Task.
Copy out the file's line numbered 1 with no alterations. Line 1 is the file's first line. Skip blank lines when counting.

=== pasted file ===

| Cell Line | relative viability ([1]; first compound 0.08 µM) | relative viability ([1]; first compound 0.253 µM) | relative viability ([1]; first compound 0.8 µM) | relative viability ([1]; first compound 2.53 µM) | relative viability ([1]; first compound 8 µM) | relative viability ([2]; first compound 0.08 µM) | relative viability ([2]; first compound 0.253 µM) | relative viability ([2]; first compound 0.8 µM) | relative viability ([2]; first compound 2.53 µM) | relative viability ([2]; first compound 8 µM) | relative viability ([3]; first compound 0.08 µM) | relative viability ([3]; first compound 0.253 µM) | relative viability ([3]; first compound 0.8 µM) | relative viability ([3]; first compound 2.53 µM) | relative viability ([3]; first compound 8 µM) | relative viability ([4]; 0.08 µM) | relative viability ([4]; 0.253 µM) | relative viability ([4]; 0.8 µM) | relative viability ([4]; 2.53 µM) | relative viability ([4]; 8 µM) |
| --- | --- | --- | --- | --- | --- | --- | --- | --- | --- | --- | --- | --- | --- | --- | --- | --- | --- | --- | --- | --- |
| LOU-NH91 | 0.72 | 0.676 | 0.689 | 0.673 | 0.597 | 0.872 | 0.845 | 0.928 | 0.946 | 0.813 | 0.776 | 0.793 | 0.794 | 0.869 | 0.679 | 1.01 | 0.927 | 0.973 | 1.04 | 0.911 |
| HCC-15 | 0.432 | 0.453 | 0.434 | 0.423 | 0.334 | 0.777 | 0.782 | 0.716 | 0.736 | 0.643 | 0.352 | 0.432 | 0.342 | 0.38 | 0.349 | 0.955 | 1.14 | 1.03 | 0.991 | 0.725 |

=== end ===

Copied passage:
| Cell Line | relative viability ([1]; first compound 0.08 µM) | relative viability ([1]; first compound 0.253 µM) | relative viability ([1]; first compound 0.8 µM) | relative viability ([1]; first compound 2.53 µM) | relative viability ([1]; first compound 8 µM) | relative viability ([2]; first compound 0.08 µM) | relative viability ([2]; first compound 0.253 µM) | relative viability ([2]; first compound 0.8 µM) | relative viability ([2]; first compound 2.53 µM) | relative viability ([2]; first compound 8 µM) | relative viability ([3]; first compound 0.08 µM) | relative viability ([3]; first compound 0.253 µM) | relative viability ([3]; first compound 0.8 µM) | relative viability ([3]; first compound 2.53 µM) | relative viability ([3]; first compound 8 µM) | relative viability ([4]; 0.08 µM) | relative viability ([4]; 0.253 µM) | relative viability ([4]; 0.8 µM) | relative viability ([4]; 2.53 µM) | relative viability ([4]; 8 µM) |